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If a judge approves the request, final bids are due on Sept. 8.
A bankruptcy court judge will rule Aug. 10 on the future of Borders.com—and who gets to submit bids and when for the failed bookstore chain’s various intellectual property assets.
On July 29, Borders Group, No. 200 in the Internet Retailer Top 500 Guide, and the liquidation firms that currently own all of its remaining assets asked the U.S. Bankruptcy Court for the Southern District of New York for permission to hold an auction around Sept. 20 in New York to sell off the failed retail chain’s intellectual property. That includes the Borders name, e-commerce site and customer data associated with its customer loyalty program, Borders Rewards, which claimed more than 41 million members as of December 2010.
On July 21 with no higher bidders stepping forward after a bid from Direct Brands, a portfolio company of Najafi Cos., was rejected, the bankruptcy court approved the sale of Borders’ store-related and other assets to its major liquidation firms: Hilco Merchant Resources, Gordon Brothers Group.
If bankruptcy judge Martin Glenn approves the auction request next Wednesday, Borders would hire Streambank LLC, a Boston intellectual property consulting firm, to assist in preparing for an auction of its various remaining assets, including key trademarks and URLs. Streambank was also the firm that conducted the final auction for the e-commerce assets of Circuit City in 2008.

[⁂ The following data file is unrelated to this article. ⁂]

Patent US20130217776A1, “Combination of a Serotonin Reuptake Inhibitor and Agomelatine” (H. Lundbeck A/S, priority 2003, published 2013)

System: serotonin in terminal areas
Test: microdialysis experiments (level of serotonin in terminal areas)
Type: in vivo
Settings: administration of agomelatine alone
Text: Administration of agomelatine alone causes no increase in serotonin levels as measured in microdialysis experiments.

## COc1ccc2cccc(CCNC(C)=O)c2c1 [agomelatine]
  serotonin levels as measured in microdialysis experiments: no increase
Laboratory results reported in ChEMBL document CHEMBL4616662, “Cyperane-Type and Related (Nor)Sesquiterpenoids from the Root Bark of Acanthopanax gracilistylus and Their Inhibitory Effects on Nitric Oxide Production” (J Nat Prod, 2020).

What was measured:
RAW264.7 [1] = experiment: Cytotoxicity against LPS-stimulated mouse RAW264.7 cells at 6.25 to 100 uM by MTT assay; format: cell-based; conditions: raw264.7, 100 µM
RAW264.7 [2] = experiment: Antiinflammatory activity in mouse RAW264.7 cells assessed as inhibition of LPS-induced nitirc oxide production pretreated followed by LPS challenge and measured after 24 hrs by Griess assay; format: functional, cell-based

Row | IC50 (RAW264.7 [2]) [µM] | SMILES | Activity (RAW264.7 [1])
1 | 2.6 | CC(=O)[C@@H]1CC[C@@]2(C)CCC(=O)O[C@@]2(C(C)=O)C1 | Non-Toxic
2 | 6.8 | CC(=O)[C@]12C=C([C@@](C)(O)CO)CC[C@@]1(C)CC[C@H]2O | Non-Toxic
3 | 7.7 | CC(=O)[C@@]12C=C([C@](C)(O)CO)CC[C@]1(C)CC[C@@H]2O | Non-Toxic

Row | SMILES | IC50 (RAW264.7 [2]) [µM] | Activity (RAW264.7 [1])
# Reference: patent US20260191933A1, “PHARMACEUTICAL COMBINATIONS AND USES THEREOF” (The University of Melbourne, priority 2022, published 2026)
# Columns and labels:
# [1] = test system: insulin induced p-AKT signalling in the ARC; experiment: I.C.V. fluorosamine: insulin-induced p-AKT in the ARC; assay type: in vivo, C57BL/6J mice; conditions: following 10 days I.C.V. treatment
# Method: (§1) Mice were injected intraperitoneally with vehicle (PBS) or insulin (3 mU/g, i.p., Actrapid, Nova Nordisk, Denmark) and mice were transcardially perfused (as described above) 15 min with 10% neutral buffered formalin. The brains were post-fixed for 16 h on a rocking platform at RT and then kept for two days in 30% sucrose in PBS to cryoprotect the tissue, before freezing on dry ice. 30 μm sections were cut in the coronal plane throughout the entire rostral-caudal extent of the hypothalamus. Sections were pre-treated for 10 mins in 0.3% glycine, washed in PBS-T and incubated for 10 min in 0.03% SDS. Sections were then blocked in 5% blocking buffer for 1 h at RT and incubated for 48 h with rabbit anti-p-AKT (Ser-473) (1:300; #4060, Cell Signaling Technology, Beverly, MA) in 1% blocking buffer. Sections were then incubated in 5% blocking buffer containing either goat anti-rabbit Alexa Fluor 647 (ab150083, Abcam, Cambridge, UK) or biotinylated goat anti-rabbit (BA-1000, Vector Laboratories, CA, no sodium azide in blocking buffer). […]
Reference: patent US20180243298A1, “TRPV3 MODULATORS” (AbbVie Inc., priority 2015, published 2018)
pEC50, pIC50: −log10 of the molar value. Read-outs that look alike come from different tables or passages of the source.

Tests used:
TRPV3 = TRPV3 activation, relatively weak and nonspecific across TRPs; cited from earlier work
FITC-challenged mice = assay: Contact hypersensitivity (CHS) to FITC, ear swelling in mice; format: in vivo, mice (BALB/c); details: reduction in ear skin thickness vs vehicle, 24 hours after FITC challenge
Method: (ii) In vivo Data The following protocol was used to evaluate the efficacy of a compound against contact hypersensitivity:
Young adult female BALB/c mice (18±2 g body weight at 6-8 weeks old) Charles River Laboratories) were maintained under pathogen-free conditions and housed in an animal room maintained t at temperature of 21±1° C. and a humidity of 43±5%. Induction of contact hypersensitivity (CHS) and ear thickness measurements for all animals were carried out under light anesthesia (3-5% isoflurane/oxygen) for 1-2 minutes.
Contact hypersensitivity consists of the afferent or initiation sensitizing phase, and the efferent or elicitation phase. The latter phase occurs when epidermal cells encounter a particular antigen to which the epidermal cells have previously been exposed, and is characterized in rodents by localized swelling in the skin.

If the auction is approved, Borders would also hire a consumer privacy advocate firm to oversee the sale of any sensitive loyalty program and related customer information. Borders and the bankruptcy court also would set Sept.8 as the final deadline to receive any bids for the intellectual property assets.
In an earlier court filing, Borders, which generated web sales of about $75 million in 2010, said it has received requests from multiple parties to purchase any web or trademark assets, but didn’t release any names. In updated court documents filed on Aug. 2, Borders says it would request a stalking horse bid for its intellectual property, but didn’t disclose details. A stalking horse bid is an initial bid on a bankrupt company’s assets from an interested buyer chosen by the bankrupt company that sets the floor for minimum acceptable bids.